"There's never been a wedding in this house," she said, half apologetically, to Mrs. Rachel Lynde. "When I was a child I heard an old minister say that a house was not a real home until it had been consecrated by a birth, a wedding and a death. We've had deaths here — my father and mother died here as well as Matthew; and we've even had a birth here. Long ago, just after we moved into this house, we had a married hired man for a little while, and his wife had a baby here. But there's never been a wedding before. It does seem so strange to think of Anne being married. In a way she just seems to me the little girl Matthew brought home here fourteen years ago. I can't realize that she's grown up. I shall never forget what I felt when I saw Matthew bringing in a girl. I wonder what became of the boy we would have got if there hadn't been a mistake. I wonder what his fate was."
"Well, it was a fortunate mistake," said Mrs. Rachel Lynde, "though, mind you, there was a time I didn't think so — that evening I came up to see Anne and she treated us to such a scene. Many things have changed since then, that's what."
Mrs. Rachel sighed, and then brisked up again. When weddings were in order Mrs. Rachel was ready to let the dead past bury its dead.
"I'm going to give Anne two of my cotton warp spreads," she resumed. "A tobacco-stripe one and an apple-leaf one. She tells me they're getting to be real fashionable again. Well, fashion or no fashion, I don't believe there's anything prettier for a spare-room bed than a nice apple-leaf spread, that's what. I must see about getting them bleached. I've had them sewed up in cotton bags ever since Thomas died, and no doubt they're an awful color. But there's a month yet, and dew-bleaching will work wonders."
Only a month! Marilla sighed and then said proudly:
"I'm giving Anne that half dozen braided rugs I have in the garret. I never supposed she'd want them — they're so old-fashioned, and nobody seems to want anything but hooked mats now. But she asked me for them — said she'd rather have them than anything else for her floors. They are pretty. I made them of the nicest rags, and braided them in stripes. It was such company these last few winters. And I'll make her enough blue plum preserve to stock her jam closet for a year. It seems real strange. Those blue plum trees hadn't even a blossom for three years, and I thought they might as well be cut down. And this last spring they were white, and such a crop of plums I never remember at Green Gables."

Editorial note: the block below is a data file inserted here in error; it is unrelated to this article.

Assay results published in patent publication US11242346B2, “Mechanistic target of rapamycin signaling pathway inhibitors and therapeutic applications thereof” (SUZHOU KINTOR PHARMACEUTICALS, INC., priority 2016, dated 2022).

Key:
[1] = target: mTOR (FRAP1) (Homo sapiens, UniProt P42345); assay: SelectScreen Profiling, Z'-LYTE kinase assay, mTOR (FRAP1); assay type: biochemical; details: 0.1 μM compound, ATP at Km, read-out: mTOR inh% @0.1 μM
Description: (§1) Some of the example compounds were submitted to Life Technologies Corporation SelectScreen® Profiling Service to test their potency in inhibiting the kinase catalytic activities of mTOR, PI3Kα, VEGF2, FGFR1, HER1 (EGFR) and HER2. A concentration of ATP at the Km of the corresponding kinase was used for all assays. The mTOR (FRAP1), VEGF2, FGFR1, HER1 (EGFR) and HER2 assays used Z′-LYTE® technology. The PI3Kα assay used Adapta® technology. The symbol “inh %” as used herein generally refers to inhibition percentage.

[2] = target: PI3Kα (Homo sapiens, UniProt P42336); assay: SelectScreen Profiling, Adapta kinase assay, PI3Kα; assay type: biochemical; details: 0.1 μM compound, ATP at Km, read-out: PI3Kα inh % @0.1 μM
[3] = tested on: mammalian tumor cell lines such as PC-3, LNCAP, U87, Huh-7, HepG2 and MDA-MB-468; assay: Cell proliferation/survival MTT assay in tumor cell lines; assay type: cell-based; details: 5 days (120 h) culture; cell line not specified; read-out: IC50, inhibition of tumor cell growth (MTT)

"Well, thank goodness that Anne and Gilbert really are going to be married after all. It's what I've always prayed for," said Mrs. Rachel, in the tone of one who is comfortably sure that her prayers have availed much. "It was a great relief to find out that she really didn't mean to take the Kingsport man. He was rich, to be sure, and Gilbert is poor — at least, to begin with; but then he's an Island boy."
"He's Gilbert Blythe," said Marilla contentedly. Marilla would have died the death before she would have put into words the thought that was always in the background of her mind whenever she had looked at Gilbert from his childhood up — the thought that had it not been for her own wilful pride long, long ago, he might have been her son. Marilla felt that, in some strange way, his marriage with Anne would put right that old mistake. Good had come out of the evil of the ancient bitterness.
As for Anne herself, she was so happy that she almost felt frightened. The gods, so says the old supersitition, do not like to behold too happy mortals. It is certain, at least, that some human beings do not. Two of that ilk descended upon Anne one violet dusk and proceeded to do what in them lay to prick the rainbow bubble of her satisfaction. If she thought she was getting any particular prize in young Dr. Blythe, or if she imagined that he was still as infatuated with her as he might have been in his salad days, it was surely their duty to put the matter before her in another light. Yet these two worthy ladies were not enemies of Anne; on the contrary, they were really quite fond of her, and would have defended her as their own young had anyone else attacked her. Human nature is not obliged to be consistent.